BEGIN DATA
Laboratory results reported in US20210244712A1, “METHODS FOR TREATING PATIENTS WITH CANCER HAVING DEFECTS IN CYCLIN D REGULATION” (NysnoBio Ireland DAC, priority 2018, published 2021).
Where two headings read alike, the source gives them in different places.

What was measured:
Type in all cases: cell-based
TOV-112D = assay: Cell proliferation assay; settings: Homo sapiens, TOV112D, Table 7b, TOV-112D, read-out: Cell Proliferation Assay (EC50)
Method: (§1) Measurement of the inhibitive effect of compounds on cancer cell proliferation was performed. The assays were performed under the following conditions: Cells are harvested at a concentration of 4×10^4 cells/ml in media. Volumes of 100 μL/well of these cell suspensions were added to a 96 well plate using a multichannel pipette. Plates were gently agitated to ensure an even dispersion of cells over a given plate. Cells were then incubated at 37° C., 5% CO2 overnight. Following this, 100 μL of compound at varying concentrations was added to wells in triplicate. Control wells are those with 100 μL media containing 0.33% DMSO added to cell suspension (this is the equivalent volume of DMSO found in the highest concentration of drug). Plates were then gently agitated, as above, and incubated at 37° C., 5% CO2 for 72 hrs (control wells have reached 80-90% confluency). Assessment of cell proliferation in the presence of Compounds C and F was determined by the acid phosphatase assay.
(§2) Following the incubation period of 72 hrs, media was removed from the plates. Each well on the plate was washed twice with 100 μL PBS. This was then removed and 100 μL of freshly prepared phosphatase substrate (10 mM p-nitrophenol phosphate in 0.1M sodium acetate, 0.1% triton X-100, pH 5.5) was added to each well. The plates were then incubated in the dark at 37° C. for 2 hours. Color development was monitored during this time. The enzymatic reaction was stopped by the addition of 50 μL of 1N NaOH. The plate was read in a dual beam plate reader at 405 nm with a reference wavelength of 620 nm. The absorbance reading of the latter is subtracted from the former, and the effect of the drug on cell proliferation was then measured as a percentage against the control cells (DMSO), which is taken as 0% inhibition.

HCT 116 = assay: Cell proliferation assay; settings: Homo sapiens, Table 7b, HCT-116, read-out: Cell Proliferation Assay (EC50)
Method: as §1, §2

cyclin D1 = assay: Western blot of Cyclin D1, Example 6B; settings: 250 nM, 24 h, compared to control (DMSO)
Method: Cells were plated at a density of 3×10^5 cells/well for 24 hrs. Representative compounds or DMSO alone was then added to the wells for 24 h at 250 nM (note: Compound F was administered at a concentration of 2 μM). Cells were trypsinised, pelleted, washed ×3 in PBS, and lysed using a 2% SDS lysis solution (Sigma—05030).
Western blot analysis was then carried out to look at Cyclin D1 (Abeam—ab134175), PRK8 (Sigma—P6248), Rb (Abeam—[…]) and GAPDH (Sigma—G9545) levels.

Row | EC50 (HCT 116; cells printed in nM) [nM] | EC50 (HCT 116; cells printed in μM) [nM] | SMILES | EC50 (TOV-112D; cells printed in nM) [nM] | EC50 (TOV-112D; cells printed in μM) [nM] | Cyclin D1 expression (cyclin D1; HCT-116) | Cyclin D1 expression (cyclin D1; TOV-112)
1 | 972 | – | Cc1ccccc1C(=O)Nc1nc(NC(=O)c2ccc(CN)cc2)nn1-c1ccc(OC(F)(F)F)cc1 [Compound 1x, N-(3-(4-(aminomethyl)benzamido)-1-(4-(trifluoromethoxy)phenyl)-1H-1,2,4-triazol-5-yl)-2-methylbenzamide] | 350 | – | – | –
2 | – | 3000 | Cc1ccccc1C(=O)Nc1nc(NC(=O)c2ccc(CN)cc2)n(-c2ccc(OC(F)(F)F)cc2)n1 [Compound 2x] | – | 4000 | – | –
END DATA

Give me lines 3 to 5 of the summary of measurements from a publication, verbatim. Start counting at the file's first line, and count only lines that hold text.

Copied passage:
What was measured:
Type in all cases: cell-based
TOV-112D = assay: Cell proliferation assay; settings: Homo sapiens, TOV112D, Table 7b, TOV-112D, read-out: Cell Proliferation Assay (EC50)